Want to try it out? I've a public instance at: https://send.vis.ee/
Other instances: https://github.com/timvisee/send-instances/
A docker-compose template: https://github.com/timvisee/send-docker-compose
One thing I was wondering is if/how expired files are cleaned up. I uploaded a large file, set it to expire after 5 minutes, and although I can't download it anymore I see that it's still in the files directory on my server.
I glanced through the code, but I didn't see any mechanism for periodically purging expired files or anything like that. Is there something that I missed, or should I just set up a cron job or something to delete all files in that directory older than a week?
You're right. Expired files that don't reach their download limit are kept on the server. Due to implementation details there is no 'nice' way to do this from Send itself. If using S3 as storage you can configure a LifeCycle Policy, if using raw disk storage you can set up a cron.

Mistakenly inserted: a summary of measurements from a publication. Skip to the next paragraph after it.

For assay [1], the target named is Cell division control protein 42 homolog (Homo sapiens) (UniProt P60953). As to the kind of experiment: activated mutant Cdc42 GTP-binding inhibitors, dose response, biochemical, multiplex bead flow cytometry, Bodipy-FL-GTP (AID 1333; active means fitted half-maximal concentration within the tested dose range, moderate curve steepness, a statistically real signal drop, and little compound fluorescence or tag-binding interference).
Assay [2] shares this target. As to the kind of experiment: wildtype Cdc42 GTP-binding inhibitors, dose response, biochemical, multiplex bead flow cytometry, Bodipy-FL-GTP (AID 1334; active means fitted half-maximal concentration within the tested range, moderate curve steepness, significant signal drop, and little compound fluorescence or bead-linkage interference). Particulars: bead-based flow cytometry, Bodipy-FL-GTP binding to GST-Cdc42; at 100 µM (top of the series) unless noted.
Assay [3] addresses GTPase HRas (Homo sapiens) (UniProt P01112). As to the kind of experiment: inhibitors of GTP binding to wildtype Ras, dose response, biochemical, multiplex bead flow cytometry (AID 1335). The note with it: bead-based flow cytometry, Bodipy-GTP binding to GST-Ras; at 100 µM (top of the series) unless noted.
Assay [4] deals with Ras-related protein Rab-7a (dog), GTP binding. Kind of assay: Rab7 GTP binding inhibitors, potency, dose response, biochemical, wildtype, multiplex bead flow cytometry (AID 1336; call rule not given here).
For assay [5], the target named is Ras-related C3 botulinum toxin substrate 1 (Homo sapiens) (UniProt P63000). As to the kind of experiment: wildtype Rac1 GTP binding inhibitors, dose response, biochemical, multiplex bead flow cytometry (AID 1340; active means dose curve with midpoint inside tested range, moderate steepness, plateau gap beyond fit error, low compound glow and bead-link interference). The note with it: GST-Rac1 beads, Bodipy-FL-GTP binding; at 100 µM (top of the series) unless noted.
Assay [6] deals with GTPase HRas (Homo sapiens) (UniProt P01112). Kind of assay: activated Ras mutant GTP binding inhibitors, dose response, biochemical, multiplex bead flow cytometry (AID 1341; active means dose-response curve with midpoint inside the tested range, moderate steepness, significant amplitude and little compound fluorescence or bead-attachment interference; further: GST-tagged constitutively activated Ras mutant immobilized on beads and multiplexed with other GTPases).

See an example here: https://github.com/timvisee/send-docker-compose/blob/master/...
All uploaded files have a prefixed number which defines the lifetime in days (e.g.: `7-abcdefg` for 7 days expiry). So you can be a little smarter with cleaning up.
I should describe this clearly in documentation.
I'd like to understand the reasoning behind this. Thanks.
Someone asked this before, here is my answer (bottom quote): https://github.com/timvisee/send-docker-compose/issues/3#iss...
It really depends on who is hosting it.
Send itself doesn't really log anything except for errors. A reverse proxy in front of it might be used for an access log, which is default with the docker-compose template for it. Files are always encrypted on the client, and it or its keys are never seen on the server.